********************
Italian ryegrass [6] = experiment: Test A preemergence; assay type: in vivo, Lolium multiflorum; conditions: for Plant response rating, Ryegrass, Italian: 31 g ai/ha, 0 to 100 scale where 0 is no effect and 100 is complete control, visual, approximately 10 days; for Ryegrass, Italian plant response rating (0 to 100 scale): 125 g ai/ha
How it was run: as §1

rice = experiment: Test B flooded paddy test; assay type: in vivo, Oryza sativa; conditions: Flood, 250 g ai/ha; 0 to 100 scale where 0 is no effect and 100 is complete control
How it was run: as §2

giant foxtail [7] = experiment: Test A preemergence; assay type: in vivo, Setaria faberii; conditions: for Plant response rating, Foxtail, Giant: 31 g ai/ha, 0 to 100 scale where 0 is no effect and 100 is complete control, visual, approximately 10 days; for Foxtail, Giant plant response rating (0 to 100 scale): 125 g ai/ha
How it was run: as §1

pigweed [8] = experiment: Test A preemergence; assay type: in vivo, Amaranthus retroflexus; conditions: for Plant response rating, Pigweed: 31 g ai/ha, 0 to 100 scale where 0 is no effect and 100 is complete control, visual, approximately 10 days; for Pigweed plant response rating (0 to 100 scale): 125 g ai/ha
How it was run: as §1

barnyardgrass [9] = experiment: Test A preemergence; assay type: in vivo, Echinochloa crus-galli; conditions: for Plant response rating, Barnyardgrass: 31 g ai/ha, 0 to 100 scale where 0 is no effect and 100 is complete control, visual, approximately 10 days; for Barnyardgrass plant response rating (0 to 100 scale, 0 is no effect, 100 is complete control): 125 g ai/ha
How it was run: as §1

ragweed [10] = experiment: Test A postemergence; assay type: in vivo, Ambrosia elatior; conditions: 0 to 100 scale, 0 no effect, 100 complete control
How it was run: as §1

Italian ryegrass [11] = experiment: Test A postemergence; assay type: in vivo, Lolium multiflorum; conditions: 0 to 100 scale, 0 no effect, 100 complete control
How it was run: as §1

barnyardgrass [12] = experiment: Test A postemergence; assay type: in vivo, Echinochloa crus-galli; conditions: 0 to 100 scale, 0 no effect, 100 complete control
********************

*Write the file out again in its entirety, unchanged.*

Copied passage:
Italian ryegrass [6] = experiment: Test A preemergence; assay type: in vivo, Lolium multiflorum; conditions: for Plant response rating, Ryegrass, Italian: 31 g ai/ha, 0 to 100 scale where 0 is no effect and 100 is complete control, visual, approximately 10 days; for Ryegrass, Italian plant response rating (0 to 100 scale): 125 g ai/ha
How it was run: as §1

rice = experiment: Test B flooded paddy test; assay type: in vivo, Oryza sativa; conditions: Flood, 250 g ai/ha; 0 to 100 scale where 0 is no effect and 100 is complete control
How it was run: as §2

giant foxtail [7] = experiment: Test A preemergence; assay type: in vivo, Setaria faberii; conditions: for Plant response rating, Foxtail, Giant: 31 g ai/ha, 0 to 100 scale where 0 is no effect and 100 is complete control, visual, approximately 10 days; for Foxtail, Giant plant response rating (0 to 100 scale): 125 g ai/ha
How it was run: as §1

pigweed [8] = experiment: Test A preemergence; assay type: in vivo, Amaranthus retroflexus; conditions: for Plant response rating, Pigweed: 31 g ai/ha, 0 to 100 scale where 0 is no effect and 100 is complete control, visual, approximately 10 days; for Pigweed plant response rating (0 to 100 scale): 125 g ai/ha
How it was run: as §1

barnyardgrass [9] = experiment: Test A preemergence; assay type: in vivo, Echinochloa crus-galli; conditions: for Plant response rating, Barnyardgrass: 31 g ai/ha, 0 to 100 scale where 0 is no effect and 100 is complete control, visual, approximately 10 days; for Barnyardgrass plant response rating (0 to 100 scale, 0 is no effect, 100 is complete control): 125 g ai/ha
How it was run: as §1

ragweed [10] = experiment: Test A postemergence; assay type: in vivo, Ambrosia elatior; conditions: 0 to 100 scale, 0 no effect, 100 complete control
How it was run: as §1

Italian ryegrass [11] = experiment: Test A postemergence; assay type: in vivo, Lolium multiflorum; conditions: 0 to 100 scale, 0 no effect, 100 complete control
How it was run: as §1

barnyardgrass [12] = experiment: Test A postemergence; assay type: in vivo, Echinochloa crus-galli; conditions: 0 to 100 scale, 0 no effect, 100 complete control